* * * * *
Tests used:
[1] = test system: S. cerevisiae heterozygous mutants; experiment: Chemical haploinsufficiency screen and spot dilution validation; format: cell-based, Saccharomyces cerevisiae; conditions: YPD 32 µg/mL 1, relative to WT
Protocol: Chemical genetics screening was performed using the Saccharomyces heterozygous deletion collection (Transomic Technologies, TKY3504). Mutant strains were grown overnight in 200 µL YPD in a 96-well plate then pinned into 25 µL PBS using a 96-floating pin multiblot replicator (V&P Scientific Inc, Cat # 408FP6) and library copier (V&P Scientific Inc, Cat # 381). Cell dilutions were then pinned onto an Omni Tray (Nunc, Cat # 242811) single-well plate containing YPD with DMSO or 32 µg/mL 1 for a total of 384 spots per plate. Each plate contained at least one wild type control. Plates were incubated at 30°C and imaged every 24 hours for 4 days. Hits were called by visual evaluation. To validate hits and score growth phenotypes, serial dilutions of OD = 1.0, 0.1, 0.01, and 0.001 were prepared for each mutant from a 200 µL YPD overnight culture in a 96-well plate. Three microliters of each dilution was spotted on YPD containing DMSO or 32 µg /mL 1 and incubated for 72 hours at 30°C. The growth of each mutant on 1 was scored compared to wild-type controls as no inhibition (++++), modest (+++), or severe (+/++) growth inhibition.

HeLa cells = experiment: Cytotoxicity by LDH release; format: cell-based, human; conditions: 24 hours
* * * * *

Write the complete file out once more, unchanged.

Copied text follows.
Tests used:
[1] = test system: S. cerevisiae heterozygous mutants; experiment: Chemical haploinsufficiency screen and spot dilution validation; format: cell-based, Saccharomyces cerevisiae; conditions: YPD 32 µg/mL 1, relative to WT
Protocol: Chemical genetics screening was performed using the Saccharomyces heterozygous deletion collection (Transomic Technologies, TKY3504). Mutant strains were grown overnight in 200 µL YPD in a 96-well plate then pinned into 25 µL PBS using a 96-floating pin multiblot replicator (V&P Scientific Inc, Cat # 408FP6) and library copier (V&P Scientific Inc, Cat # 381). Cell dilutions were then pinned onto an Omni Tray (Nunc, Cat # 242811) single-well plate containing YPD with DMSO or 32 µg/mL 1 for a total of 384 spots per plate. Each plate contained at least one wild type control. Plates were incubated at 30°C and imaged every 24 hours for 4 days. Hits were called by visual evaluation. To validate hits and score growth phenotypes, serial dilutions of OD = 1.0, 0.1, 0.01, and 0.001 were prepared for each mutant from a 200 µL YPD overnight culture in a 96-well plate. Three microliters of each dilution was spotted on YPD containing DMSO or 32 µg /mL 1 and incubated for 72 hours at 30°C. The growth of each mutant on 1 was scored compared to wild-type controls as no inhibition (++++), modest (+++), or severe (+/++) growth inhibition.

HeLa cells = experiment: Cytotoxicity by LDH release; format: cell-based, human; conditions: 24 hours